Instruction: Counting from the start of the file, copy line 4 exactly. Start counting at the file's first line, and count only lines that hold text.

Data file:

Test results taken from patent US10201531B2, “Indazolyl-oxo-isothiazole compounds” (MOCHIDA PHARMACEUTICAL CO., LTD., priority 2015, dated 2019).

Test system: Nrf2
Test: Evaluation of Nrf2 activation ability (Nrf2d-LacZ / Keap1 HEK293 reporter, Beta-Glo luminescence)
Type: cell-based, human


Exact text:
Type: cell-based, human